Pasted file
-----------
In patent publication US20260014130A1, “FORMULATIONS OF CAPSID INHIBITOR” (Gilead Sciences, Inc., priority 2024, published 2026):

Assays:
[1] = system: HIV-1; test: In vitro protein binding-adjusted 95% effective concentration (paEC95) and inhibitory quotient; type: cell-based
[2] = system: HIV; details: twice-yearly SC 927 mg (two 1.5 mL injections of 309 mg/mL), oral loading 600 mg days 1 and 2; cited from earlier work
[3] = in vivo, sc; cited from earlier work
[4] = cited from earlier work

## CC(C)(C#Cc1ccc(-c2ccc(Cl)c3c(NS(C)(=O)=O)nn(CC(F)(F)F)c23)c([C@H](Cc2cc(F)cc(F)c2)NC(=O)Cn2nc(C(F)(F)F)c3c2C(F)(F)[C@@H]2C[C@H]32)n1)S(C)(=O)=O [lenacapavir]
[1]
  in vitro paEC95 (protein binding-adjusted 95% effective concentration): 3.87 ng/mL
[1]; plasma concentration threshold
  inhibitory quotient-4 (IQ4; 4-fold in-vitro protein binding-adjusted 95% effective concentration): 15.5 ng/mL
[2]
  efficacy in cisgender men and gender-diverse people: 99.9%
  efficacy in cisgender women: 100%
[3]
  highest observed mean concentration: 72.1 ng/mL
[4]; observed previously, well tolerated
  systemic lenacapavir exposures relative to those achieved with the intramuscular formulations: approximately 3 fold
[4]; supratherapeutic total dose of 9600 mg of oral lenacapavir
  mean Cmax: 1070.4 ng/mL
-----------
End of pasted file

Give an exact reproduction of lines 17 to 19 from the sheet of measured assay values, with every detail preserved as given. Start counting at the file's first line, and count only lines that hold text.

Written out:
[4]; observed previously, well tolerated
  systemic lenacapavir exposures relative to those achieved with the intramuscular formulations: approximately 3 fold
[4]; supratherapeutic total dose of 9600 mg of oral lenacapavir